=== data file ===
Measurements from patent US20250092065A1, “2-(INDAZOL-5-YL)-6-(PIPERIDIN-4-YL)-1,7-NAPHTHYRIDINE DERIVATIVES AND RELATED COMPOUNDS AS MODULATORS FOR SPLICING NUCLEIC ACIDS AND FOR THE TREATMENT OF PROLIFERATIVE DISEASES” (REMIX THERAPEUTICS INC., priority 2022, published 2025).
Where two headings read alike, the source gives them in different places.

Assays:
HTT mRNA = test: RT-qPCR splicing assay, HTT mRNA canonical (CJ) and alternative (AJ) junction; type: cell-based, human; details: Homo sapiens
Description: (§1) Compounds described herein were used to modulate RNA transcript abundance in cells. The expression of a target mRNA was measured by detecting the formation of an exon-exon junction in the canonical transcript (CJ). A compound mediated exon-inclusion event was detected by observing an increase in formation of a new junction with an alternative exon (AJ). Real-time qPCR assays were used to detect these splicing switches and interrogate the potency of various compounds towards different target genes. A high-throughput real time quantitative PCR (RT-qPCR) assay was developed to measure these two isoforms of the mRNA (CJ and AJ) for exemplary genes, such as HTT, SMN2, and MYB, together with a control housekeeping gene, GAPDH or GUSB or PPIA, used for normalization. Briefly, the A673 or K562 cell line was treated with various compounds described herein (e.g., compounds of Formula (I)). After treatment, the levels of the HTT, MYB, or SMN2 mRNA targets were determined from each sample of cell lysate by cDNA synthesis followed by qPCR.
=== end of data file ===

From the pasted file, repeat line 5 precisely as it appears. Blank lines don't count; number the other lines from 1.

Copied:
Description: (§1) Compounds described herein were used to modulate RNA transcript abundance in cells. The expression of a target mRNA was measured by detecting the formation of an exon-exon junction in the canonical transcript (CJ). A compound mediated exon-inclusion event was detected by observing an increase in formation of a new junction with an alternative exon (AJ). Real-time qPCR assays were used to detect these splicing switches and interrogate the potency of various compounds towards different target genes. A high-throughput real time quantitative PCR (RT-qPCR) assay was developed to measure these two isoforms of the mRNA (CJ and AJ) for exemplary genes, such as HTT, SMN2, and MYB, together with a control housekeeping gene, GAPDH or GUSB or PPIA, used for normalization. Briefly, the A673 or K562 cell line was treated with various compounds described herein (e.g., compounds of Formula (I)). After treatment, the levels of the HTT, MYB, or SMN2 mRNA targets were determined from each sample of cell lysate by cDNA synthesis followed by qPCR.